Cercidiphyllum japonicum


Imagine a gracefully branching tree hung with delicate paper fans fluttering in the lightest of breezes and you will have begun to imagine the delight of Cercidiphyllum japonicum, the Katsuratree. Katsuratree is a large, deciduous tree with beautiful, fan-shaped leaves, similar in outline to the leaves of Redbuds, (hence the botanical name Cercidiphyllum, after the botanical name for Redbud: Cercis ). Katsuratree's leaves hang languidly from the branches and are as easily moved by the breeze as the leaves of Poplar. Katsuratree's beautiful foliage emerges a red-wine color in the spring and rapidly changes to a fresh, blue-green for the late spring and summer. In autumn, the 3 inch wide leaves turn a striking, clear yellow and are sometimes tinged with pastel orange. A unique characteristic of Katsuratree foliage is its strong, spicy fragrance which is released just before the leaves drop in the fall.

The elegant habit of Katsuratrees is as especially pleasing as the foliage. Softly arching branching creates a pyramidal habit in youth which generally matures to a more widely spreading crown with age. Katsuratrees ultimately reach 40 to 80 feet in height but are usually seen in cultivation in the range of 20 to 40 feet with a canopy spread of 20 feet. The smooth, tan bark of young trees is a wonderful foil for the foliage during the growing season and is handsome in its own right in winter. As trees age, the bark develops a more furrowed and shaggy character with some peeling of the bark. The inconspicuous, greenish flowers of Katsuratree emerge in early spring before the leaves. Male and female flowers are borne on separate plants and so trees of each are needed for fertile seed development. Successfully fertilized flowers mature into interesting, winged seeds in dry pods.

Katsuratree can be readily grown in a range of landscape conditions throughout the southeastern US. It is winter hardy from the coast to the mountains and tolerant of most soils as long as it receives adequate moisture and is in full sun. It is sometimes difficult to move and should be balled and burlapped for transplanting with special attention to regular watering during the first year. There are no serious pest or disease problems with this tree. Katsuratree may be readily propagated from seed (which requires no special treatment); from cuttings taken in summer off of very young trees and rooted under mist; or by grafting (the method for propagation of named cultivars).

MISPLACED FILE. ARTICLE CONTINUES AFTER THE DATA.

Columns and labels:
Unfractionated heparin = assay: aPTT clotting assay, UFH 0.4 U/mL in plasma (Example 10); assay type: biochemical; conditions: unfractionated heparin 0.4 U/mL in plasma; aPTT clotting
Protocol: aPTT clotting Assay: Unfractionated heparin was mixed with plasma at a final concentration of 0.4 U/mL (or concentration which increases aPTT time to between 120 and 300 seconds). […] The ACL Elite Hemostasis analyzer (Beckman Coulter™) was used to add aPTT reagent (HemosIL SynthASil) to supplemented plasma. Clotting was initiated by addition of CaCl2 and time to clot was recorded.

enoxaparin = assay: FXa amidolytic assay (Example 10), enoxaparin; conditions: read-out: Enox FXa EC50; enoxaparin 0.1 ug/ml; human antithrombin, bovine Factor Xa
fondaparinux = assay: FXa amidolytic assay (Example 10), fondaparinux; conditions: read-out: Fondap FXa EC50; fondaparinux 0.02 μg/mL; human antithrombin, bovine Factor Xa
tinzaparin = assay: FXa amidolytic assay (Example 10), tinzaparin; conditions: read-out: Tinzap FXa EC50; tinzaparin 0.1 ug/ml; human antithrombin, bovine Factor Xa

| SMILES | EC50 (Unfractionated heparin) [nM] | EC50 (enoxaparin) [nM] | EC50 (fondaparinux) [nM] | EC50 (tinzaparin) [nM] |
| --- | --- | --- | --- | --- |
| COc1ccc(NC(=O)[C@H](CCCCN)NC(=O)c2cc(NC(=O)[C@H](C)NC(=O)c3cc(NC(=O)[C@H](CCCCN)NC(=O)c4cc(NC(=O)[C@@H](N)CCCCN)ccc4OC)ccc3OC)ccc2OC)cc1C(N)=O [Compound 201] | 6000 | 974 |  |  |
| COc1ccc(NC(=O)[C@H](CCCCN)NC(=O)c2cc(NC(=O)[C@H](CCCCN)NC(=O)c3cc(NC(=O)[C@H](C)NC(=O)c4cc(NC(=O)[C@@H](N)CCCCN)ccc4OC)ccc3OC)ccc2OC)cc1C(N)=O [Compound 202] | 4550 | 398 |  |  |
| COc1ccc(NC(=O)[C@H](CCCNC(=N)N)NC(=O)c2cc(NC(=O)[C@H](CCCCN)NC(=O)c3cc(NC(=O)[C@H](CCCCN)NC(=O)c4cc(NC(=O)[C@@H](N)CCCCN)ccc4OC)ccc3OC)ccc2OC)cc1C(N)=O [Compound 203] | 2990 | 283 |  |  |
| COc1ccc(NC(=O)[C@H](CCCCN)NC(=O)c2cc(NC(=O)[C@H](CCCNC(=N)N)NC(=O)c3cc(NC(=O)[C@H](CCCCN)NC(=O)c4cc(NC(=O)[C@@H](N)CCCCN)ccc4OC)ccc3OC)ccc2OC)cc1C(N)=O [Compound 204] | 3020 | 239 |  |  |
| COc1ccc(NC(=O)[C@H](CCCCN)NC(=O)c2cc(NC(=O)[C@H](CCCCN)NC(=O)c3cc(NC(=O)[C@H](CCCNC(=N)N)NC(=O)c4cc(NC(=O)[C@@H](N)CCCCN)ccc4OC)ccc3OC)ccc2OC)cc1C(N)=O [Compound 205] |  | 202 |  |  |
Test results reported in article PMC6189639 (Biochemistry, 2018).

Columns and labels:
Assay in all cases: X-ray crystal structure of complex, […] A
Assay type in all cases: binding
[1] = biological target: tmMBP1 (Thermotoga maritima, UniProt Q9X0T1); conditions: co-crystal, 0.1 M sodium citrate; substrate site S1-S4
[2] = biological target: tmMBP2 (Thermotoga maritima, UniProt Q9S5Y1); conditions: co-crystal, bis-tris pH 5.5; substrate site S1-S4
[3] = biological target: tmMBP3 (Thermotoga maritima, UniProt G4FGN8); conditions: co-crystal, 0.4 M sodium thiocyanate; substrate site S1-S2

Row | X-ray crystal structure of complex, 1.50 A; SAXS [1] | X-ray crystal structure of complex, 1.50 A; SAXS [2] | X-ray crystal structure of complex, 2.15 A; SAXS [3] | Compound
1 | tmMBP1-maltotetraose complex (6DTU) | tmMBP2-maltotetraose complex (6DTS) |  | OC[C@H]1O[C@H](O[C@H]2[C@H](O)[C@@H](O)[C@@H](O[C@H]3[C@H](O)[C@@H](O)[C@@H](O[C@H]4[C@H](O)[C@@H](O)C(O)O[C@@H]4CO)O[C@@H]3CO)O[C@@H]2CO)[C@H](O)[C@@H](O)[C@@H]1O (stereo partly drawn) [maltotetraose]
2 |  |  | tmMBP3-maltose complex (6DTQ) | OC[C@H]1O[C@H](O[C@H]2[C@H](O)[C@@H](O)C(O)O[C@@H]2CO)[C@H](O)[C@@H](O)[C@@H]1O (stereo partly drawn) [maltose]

There are a few named cultivars of Katsuratree but they are not as easily found as the seedling trees. 'Pendula' is a weeping form with branching cascades of the lovely foliage flowing to the ground. 'Nana' is a compact, more slow growing form. C. magnificum 'Pendulum' is a second weeping form of a different botanical group. Both C. japonicum and C. magnificum are Asian in origin. Some botanists classify the two plants as separate species and others call the second tree a botanical variety of the first: C. japonicum var. magnificum. C. magnificum has larger, more rounded leaves than C. japonicum but may not grow ultimately quite as large. Both weeping forms are exceptionally beautiful in the garden.

Katsuratree is a large tree with the rare combination of generous proportions and distinctive elegance in all four seasons of the year. At The NCSU Arboretum (now the JC Raulston Arboretum), several varieties of Katsuratrees grace the gardens with their unique beauty. Come experience the entrancing falls of blue-green foliage that drape Katsuratree among the collections at the Arboretum.